Methods used in Scoping Study
METHODOLOGY AND MAIN FINDINGS
The Biodiversity Scoping Study took place in three main steps and particular findings were documented for every step as follows:
- STEP 1 - GEOGRAPHICAL MAPPING OF CEMEX SITES AND ASSESSMENT OF THEIR PROXIMITY TO AREAS OF HIGH BIODIVERSITY VALUE
The first step of the study consisted of mapping all 543 CEMEX cement and aggregate sites and assessing their proximity to areas of high biodiversity value, assuming that the closer a site to a biodiversity area, the likelier the occurrence of an impact, but also the greater the potential for interesting biodiversity initiatives at the site.
This was done with a Geographic Information System (GIS). Precise locations of each CEMEX site were provided by CEMEX operations. BirdLife provided the delineation of more than 97,000 biodiversity areas, all of them being recognized by different entities such as international conventions, governments or major conservation NGOs.
The CEMEX sites were classified into three categories based on their proximity to the high biodiversity value areas mapped:
- Overlapping: sites partly or entirely located inside at least one biodiversity area
- Near: sites from which the closest biodiversity area is 0 to 2 km away
- Far: sites from which the closest biodiversity area is more than 2 km away
As shown in Figure 1, the result of this classification is that 50% of the CEMEX sites are located within 2km from a biodiversity area, including 24% - 131 sites - that overlap with such an area.
CEMEX sites are the sites with the greatest sensitivity, but also with the greatest opportunities, compared to the other categories. They are thus the focus of further analysis taken in steps 2 and 3.
Another output of this step is a set of maps and databases giving quantitative and qualitative information on the biodiversity areas surrounding each CEMEX site. Maps and databases can directly inform site level decision making.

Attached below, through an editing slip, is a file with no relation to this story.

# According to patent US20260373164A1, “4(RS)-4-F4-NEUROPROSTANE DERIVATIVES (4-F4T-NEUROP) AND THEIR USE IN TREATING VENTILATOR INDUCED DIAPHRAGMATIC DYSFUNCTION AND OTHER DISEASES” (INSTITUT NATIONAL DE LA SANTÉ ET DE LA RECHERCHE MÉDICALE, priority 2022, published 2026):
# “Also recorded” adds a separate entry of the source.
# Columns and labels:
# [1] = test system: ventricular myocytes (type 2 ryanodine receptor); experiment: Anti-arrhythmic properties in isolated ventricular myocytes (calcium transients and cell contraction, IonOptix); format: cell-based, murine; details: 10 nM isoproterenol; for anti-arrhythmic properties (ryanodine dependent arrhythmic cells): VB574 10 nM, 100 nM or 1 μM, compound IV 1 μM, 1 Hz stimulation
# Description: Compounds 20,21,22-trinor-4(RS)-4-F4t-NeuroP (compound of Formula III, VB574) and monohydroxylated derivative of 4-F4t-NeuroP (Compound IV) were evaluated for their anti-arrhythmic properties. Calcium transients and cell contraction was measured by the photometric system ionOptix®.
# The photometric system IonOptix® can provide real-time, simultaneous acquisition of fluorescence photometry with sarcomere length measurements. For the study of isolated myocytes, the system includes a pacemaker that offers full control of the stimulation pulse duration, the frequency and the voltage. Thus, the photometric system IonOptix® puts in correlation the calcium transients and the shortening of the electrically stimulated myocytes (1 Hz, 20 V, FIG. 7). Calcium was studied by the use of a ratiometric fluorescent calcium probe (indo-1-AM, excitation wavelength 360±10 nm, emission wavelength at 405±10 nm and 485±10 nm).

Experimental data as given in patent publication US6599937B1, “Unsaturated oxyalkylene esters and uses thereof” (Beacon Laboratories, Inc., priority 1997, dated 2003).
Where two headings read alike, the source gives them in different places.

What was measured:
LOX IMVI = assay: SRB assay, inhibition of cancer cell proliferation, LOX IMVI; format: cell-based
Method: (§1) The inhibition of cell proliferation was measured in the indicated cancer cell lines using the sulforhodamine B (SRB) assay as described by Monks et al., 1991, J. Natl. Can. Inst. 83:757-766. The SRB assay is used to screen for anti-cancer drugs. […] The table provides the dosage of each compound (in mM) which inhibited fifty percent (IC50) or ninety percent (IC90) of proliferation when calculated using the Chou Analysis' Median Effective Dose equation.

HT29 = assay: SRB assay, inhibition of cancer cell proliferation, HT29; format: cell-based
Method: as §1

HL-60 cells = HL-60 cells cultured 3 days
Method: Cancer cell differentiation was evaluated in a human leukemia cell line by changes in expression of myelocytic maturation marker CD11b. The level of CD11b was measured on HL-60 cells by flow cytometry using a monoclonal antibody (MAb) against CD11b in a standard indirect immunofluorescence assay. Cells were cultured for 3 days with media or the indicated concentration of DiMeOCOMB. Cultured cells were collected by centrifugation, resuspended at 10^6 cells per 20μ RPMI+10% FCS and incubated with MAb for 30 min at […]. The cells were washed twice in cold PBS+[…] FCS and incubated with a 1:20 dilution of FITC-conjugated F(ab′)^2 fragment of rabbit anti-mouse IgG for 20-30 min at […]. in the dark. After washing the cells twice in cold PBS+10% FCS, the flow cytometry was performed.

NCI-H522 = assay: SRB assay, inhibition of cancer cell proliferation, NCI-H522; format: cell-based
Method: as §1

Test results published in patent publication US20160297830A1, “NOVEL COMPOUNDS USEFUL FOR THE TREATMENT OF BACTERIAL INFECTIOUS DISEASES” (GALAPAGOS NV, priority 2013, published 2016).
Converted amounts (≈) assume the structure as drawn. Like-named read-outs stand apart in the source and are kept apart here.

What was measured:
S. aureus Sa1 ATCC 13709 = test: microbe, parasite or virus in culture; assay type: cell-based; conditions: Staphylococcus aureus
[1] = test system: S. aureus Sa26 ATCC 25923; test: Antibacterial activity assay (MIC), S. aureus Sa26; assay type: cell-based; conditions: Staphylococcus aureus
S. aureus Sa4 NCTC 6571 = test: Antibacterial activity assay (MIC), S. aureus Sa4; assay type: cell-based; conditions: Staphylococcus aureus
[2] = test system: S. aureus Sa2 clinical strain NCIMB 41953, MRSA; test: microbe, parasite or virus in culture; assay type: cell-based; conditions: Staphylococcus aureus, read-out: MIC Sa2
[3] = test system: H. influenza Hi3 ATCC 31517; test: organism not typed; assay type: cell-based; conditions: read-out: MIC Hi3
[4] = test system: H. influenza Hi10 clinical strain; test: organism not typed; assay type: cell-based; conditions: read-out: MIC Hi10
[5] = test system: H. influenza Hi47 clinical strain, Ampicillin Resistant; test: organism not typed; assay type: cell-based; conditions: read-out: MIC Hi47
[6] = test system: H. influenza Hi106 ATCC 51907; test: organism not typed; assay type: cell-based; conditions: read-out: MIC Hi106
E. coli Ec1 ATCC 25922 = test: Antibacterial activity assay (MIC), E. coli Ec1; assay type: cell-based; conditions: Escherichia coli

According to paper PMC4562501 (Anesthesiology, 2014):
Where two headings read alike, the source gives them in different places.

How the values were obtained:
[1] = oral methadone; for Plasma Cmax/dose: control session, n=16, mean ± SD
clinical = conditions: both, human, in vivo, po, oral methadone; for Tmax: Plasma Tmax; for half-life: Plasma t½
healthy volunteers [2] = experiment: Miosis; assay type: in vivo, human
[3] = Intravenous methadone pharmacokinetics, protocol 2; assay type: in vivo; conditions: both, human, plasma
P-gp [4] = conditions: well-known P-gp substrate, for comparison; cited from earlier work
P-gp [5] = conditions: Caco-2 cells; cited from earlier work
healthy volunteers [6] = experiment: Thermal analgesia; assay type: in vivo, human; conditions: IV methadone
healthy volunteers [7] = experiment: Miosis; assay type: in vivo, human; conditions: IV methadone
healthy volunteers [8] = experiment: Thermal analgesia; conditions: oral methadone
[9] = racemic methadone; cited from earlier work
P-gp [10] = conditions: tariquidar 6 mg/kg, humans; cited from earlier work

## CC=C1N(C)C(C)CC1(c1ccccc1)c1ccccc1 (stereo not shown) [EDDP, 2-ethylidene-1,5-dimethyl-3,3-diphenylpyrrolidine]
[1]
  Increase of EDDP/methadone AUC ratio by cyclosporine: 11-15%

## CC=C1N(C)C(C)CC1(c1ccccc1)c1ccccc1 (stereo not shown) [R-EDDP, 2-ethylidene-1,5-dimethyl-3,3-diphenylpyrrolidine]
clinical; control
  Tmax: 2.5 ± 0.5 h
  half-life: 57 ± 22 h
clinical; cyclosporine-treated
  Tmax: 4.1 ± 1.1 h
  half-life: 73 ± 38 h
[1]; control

- STEP 2 - CATEGORIZATION OF OVERLAPPING CEMEX SITES, ACCORDING TO THE
BIODIVERSITY IMPORTANCE OF THE AREAS THEY OVERLAP
The second step of the Biodiversity Scoping Study was dedicated to a further prioritization of the 131 overlapping CEMEX sites, looking at the biodiversity value of the areas they overlap.
The biodiversity areas considered in the study are all of significant concern for conservation. However, they do not all have the same level of importance in terms of biodiversity value and conservation interest. For the purpose of the study, they were classified into three categories as follows (from the most to the least important): areas of Global Importance, areas of Regional Importance and areas of National Importance; As shown in figure 2.
Biodiversity areas of Global Importance have the greatest value at global level because of the richness of the species and habitats they shelter and/or because they are critical for the conservation of particular species and habitats that are globally threatened.
Biodiversity areas of Regional Importance are important at the regional level but not at the global level. Biodiversity areas of National Importance are important at country scale but not at regional or global level.
- STEP 3 - ANALYSIS OF THE MANAGEMENT PLANS IN PLACE TO ADDRESS
BIODIVERSITY ISSUES AT OVERLAPPING CEMEX SITES
This analysis was based on biodiversity management practices at the sites. In the absence of harmonized country regulation, internal requirements were set for the purpose of the study: (i) the sites should have carried out an environmental impact assessment (EIA) and, to the extent not already in existence, established a rehabilitation plan; (ii) these EIA and rehabilitation plans should meet certain criteria to ensure that they integrate biodiversity issues.
As shown in Figure 3, the result of the analysis is that 53% of the Overlapping sites have potential to enhance biodiversity management. These sites require further investigation to identify the specific enhancement opportunities.
It should be noted that a number of sites were found to have already implemented voluntary conservation projects, often with the local BirdLife Partners or other conservation organizations. As part of the future biodiversity strategy of the company, these exemplary practices will be promoted through the development and communication of case studies.